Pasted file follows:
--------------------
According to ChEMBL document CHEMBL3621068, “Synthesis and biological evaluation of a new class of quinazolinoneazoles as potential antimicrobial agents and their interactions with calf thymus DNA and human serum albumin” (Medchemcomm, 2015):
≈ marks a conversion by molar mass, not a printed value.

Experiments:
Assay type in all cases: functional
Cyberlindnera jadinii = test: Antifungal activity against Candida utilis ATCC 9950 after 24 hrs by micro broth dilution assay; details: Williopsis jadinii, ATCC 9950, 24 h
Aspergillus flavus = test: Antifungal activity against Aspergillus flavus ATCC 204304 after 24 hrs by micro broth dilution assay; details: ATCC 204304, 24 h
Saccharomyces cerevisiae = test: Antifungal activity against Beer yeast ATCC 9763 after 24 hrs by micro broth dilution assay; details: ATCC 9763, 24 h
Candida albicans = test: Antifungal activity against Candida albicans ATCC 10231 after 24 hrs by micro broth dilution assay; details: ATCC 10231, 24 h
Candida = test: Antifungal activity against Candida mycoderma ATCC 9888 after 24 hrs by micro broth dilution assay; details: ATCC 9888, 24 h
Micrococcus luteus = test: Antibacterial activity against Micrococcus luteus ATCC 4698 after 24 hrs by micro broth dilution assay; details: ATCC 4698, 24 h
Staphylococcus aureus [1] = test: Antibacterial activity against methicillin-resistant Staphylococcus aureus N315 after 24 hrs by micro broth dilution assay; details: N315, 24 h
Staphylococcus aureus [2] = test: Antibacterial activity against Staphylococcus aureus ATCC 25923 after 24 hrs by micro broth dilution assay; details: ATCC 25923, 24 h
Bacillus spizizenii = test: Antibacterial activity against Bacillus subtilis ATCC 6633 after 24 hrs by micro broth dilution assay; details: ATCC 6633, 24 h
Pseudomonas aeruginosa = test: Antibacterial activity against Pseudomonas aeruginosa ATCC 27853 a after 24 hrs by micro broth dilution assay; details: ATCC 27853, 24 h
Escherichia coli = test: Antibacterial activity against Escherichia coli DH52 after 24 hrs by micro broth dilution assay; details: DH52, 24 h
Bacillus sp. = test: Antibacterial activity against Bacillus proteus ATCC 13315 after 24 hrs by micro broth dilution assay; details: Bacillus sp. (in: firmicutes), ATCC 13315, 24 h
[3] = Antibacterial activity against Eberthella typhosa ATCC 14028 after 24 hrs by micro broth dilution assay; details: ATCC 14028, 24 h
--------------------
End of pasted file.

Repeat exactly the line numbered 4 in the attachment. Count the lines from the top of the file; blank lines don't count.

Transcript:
Assay type in all cases: functional